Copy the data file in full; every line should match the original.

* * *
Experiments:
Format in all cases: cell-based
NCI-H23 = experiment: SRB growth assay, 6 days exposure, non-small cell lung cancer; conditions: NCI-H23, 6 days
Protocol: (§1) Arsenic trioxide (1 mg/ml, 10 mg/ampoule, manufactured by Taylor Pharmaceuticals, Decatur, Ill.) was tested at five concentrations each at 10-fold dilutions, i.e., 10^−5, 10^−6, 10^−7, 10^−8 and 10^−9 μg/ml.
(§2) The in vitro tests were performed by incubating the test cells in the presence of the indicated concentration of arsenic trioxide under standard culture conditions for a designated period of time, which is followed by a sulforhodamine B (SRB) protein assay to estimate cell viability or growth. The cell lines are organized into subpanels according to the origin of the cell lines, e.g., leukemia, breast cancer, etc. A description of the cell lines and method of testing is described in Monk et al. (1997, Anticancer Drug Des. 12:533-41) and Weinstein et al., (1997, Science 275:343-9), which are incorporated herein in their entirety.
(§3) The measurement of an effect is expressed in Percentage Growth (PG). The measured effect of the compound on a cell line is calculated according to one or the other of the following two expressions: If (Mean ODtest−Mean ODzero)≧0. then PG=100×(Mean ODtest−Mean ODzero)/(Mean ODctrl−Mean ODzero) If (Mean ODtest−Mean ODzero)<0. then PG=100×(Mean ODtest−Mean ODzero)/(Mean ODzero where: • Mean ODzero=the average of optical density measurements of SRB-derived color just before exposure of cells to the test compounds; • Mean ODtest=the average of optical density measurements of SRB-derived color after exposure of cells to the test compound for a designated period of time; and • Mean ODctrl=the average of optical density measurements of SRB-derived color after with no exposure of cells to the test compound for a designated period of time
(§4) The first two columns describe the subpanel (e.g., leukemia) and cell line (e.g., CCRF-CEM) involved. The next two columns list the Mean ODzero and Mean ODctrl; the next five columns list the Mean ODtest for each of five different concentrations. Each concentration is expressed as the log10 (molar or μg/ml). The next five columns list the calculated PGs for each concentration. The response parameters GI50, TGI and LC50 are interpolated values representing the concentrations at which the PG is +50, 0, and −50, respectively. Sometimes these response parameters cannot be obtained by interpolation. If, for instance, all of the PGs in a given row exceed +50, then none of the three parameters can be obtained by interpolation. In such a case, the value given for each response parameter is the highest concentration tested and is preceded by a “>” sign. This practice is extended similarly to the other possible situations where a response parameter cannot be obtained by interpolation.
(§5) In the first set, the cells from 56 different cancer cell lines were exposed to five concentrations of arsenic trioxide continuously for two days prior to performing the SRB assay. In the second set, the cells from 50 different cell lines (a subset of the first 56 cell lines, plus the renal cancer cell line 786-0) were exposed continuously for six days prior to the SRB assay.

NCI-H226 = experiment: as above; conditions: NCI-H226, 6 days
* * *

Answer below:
Experiments:
Format in all cases: cell-based
NCI-H23 = experiment: SRB growth assay, 6 days exposure, non-small cell lung cancer; conditions: NCI-H23, 6 days
Protocol: (§1) Arsenic trioxide (1 mg/ml, 10 mg/ampoule, manufactured by Taylor Pharmaceuticals, Decatur, Ill.) was tested at five concentrations each at 10-fold dilutions, i.e., 10^−5, 10^−6, 10^−7, 10^−8 and 10^−9 μg/ml.
(§2) The in vitro tests were performed by incubating the test cells in the presence of the indicated concentration of arsenic trioxide under standard culture conditions for a designated period of time, which is followed by a sulforhodamine B (SRB) protein assay to estimate cell viability or growth. The cell lines are organized into subpanels according to the origin of the cell lines, e.g., leukemia, breast cancer, etc. A description of the cell lines and method of testing is described in Monk et al. (1997, Anticancer Drug Des. 12:533-41) and Weinstein et al., (1997, Science 275:343-9), which are incorporated herein in their entirety.
(§3) The measurement of an effect is expressed in Percentage Growth (PG). The measured effect of the compound on a cell line is calculated according to one or the other of the following two expressions: If (Mean ODtest−Mean ODzero)≧0. then PG=100×(Mean ODtest−Mean ODzero)/(Mean ODctrl−Mean ODzero) If (Mean ODtest−Mean ODzero)<0. then PG=100×(Mean ODtest−Mean ODzero)/(Mean ODzero where: • Mean ODzero=the average of optical density measurements of SRB-derived color just before exposure of cells to the test compounds; • Mean ODtest=the average of optical density measurements of SRB-derived color after exposure of cells to the test compound for a designated period of time; and • Mean ODctrl=the average of optical density measurements of SRB-derived color after with no exposure of cells to the test compound for a designated period of time
(§4) The first two columns describe the subpanel (e.g., leukemia) and cell line (e.g., CCRF-CEM) involved. The next two columns list the Mean ODzero and Mean ODctrl; the next five columns list the Mean ODtest for each of five different concentrations. Each concentration is expressed as the log10 (molar or μg/ml). The next five columns list the calculated PGs for each concentration. The response parameters GI50, TGI and LC50 are interpolated values representing the concentrations at which the PG is +50, 0, and −50, respectively. Sometimes these response parameters cannot be obtained by interpolation. If, for instance, all of the PGs in a given row exceed +50, then none of the three parameters can be obtained by interpolation. In such a case, the value given for each response parameter is the highest concentration tested and is preceded by a “>” sign. This practice is extended similarly to the other possible situations where a response parameter cannot be obtained by interpolation.
(§5) In the first set, the cells from 56 different cancer cell lines were exposed to five concentrations of arsenic trioxide continuously for two days prior to performing the SRB assay. In the second set, the cells from 50 different cell lines (a subset of the first 56 cell lines, plus the renal cancer cell line 786-0) were exposed continuously for six days prior to the SRB assay.

NCI-H226 = experiment: as above; conditions: NCI-H226, 6 days